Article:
After choosing a camp, you’ll need to prepare staff to manage your child’s seizures.

  • Ideally, they will have basic training in seizure recognition and first aid. However, ask the camp director, don’t assume.
  • If there are new staff or questions about what seizures look like, offer training materials to the camp director and nurse. Even if they know the basics about seizures, they won’t know about your child and his seizures. That’s your job.
  • Share your own observations and how you have managed things at home, in school or other settings. You may need help from the doctor and nurse who treats your child’s seizures to educate the staff. Your local Epilepsy Foundation affiliate is a great resource too!  

To prepare camp staff

Print a copy of  My Camp Medical Supplement and a  Seizure Action Plan or   My Seizure Plan to help you organize some key seizure and safety information. These forms are intended for the same purpose – a tool to individualize your child’s seizure information and how to respond when a seizure occurs. The  Seizure Action Plan was developed specifically for students in school. The   My Seizure Plan is for people of any age in any setting. The camp nurse, doctor or director can use these forms to make sure that all staff will know what to do. Include information on: 

  • Type and frequency of seizures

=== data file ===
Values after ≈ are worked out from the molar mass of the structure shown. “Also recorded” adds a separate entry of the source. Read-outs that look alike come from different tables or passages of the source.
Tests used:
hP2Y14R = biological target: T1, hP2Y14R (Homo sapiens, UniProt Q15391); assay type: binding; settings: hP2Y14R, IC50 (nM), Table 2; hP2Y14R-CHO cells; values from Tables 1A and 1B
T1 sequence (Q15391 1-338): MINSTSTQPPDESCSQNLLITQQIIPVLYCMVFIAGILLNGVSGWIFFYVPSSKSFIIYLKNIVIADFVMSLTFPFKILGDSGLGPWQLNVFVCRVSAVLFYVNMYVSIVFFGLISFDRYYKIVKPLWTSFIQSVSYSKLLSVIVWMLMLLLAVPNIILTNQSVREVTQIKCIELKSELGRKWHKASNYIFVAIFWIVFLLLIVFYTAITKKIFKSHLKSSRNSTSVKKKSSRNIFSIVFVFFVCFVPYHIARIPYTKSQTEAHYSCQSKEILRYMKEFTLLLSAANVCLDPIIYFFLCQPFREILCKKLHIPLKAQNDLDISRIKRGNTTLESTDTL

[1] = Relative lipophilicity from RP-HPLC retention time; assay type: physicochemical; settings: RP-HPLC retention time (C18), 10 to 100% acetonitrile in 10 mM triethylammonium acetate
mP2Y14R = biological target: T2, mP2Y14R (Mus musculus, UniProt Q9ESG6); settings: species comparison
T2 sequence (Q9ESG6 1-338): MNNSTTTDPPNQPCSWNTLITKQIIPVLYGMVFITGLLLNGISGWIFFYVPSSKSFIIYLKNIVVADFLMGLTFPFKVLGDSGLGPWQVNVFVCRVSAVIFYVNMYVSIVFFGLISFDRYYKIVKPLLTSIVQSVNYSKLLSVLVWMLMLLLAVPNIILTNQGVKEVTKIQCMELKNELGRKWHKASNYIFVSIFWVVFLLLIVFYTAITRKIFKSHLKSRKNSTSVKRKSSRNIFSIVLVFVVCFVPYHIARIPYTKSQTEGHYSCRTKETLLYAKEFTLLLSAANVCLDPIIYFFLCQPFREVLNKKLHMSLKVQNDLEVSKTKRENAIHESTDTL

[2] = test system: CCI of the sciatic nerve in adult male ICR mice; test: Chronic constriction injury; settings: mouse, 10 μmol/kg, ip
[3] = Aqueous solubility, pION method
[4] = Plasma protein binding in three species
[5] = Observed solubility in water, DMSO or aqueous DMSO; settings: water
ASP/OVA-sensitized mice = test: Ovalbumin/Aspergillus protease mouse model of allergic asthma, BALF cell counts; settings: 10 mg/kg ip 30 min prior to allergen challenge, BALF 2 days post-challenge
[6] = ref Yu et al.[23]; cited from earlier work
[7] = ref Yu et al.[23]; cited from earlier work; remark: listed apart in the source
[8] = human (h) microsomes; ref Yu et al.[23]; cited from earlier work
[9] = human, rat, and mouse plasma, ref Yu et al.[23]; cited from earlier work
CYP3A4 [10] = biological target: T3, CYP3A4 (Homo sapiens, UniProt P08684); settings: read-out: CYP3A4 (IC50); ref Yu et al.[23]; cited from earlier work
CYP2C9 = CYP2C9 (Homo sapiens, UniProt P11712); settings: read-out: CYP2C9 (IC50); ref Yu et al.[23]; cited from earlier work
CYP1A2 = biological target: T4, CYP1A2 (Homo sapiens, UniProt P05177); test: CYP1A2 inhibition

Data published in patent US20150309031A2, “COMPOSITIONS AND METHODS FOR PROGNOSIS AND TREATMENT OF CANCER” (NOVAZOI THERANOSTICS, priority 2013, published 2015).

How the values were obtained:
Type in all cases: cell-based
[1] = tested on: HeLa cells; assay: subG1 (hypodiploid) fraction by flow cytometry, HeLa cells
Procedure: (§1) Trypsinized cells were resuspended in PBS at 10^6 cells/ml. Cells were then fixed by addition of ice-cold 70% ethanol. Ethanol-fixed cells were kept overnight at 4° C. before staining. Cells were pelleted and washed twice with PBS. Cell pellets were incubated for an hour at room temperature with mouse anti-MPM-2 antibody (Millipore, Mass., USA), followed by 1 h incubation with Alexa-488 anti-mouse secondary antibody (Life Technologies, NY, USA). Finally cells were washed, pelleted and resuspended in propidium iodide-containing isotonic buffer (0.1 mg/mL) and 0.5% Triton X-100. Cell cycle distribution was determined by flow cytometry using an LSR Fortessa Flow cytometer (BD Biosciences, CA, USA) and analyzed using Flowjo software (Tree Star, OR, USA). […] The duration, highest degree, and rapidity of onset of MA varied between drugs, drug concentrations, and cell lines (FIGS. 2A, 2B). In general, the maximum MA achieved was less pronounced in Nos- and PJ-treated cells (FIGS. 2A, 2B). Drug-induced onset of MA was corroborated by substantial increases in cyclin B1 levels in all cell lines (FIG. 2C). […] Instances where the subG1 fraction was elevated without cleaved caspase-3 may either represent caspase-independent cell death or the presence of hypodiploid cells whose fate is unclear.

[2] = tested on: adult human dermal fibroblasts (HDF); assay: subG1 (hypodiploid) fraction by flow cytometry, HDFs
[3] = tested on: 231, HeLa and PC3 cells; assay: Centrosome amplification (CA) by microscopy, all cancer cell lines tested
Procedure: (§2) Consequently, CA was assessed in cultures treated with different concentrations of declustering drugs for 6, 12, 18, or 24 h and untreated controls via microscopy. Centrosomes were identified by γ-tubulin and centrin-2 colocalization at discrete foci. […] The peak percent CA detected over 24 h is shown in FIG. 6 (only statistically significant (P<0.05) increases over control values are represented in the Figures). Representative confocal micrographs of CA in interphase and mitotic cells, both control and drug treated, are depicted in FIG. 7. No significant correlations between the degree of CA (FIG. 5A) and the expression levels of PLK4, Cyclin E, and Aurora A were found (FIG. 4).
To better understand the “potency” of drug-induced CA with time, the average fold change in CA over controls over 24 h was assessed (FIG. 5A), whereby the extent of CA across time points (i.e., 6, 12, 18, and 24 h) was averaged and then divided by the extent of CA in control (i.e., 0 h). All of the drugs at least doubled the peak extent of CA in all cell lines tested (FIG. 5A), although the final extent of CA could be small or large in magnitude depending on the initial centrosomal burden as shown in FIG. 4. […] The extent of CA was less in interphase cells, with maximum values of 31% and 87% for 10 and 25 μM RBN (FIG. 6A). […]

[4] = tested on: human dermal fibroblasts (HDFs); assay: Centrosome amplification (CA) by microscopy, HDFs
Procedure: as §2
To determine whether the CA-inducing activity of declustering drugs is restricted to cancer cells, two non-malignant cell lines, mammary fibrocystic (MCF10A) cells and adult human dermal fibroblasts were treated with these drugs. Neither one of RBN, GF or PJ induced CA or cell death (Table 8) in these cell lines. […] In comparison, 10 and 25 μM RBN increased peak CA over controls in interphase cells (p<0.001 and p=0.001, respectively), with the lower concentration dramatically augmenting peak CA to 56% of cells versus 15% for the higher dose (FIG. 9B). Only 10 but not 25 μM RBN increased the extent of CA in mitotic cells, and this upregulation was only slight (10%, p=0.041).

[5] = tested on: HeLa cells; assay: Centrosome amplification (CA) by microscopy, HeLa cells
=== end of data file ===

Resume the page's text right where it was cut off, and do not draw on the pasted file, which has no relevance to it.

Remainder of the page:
• Seizure triggers and how to manage them
  • Other medical, social and emotional concerns and any special accommodations or plans to manage these
  • Medicines and other treatments used to control seizures on a daily basis- include seizure medicines, dietary therapies such as the ketogenic diet, or therapies such as vagus nerve stimulation
  • Plans for responding to seizures, including 'as needed' or rescue medicines to prevent emergency situations. Make sure staff have been properly trained in giving these medicines.
  • Side effects of all treatments
  • Safety concerns – including risks with seizures, medicine side effects, injuries or other special needs
  • Plan for managing safety, including any restrictions on camp participation, adaptive or safety equipment, or lifestyle/activity changes.
  • What your child knows about seizures, if and how to tell others, and how your child reacts to the seizures
  • Tools on www.epilepsy.com can be used to supplement training of staff.
  • Visit the Multimedia Center - there are many short videos about seizures, safety, treatments and first aid.

For more information: 

Authored by: Steven C. Schachter | MD | Patricia O. Shafer | RN | MN
Reviewed by: Patricia O. Shafer | RN | MN | Joseph I. Sirven MD on 5/2014
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